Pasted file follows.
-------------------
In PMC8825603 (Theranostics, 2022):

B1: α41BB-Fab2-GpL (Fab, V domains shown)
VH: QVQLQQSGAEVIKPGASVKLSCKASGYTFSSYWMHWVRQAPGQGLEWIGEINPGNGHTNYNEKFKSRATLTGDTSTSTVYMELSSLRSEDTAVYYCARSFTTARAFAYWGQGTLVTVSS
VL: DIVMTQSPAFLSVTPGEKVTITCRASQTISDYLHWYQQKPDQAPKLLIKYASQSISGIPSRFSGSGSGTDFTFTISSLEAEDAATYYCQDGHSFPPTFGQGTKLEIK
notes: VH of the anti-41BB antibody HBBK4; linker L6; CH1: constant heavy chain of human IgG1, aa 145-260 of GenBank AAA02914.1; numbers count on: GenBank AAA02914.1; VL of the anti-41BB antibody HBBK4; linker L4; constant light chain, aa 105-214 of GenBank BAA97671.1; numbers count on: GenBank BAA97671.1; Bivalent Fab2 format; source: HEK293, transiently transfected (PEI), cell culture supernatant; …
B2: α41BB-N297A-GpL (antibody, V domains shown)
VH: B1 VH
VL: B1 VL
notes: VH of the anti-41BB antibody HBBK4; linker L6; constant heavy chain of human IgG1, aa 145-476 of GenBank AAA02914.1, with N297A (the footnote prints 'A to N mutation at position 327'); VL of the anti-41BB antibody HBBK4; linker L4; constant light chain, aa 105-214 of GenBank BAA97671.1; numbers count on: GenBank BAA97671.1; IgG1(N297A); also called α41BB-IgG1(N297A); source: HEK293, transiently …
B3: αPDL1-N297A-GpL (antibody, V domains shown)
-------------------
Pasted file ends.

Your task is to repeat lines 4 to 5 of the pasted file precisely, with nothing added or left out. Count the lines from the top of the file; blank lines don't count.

VL: DIVMTQSPAFLSVTPGEKVTITCRASQTISDYLHWYQQKPDQAPKLLIKYASQSISGIPSRFSGSGSGTDFTFTISSLEAEDAATYYCQDGHSFPPTFGQGTKLEIK
notes: VH of the anti-41BB antibody HBBK4; linker L6; CH1: constant heavy chain of human IgG1, aa 145-260 of GenBank AAA02914.1; numbers count on: GenBank AAA02914.1; VL of the anti-41BB antibody HBBK4; linker L4; constant light chain, aa 105-214 of GenBank BAA97671.1; numbers count on: GenBank BAA97671.1; Bivalent Fab2 format; source: HEK293, transiently transfected (PEI), cell culture supernatant; …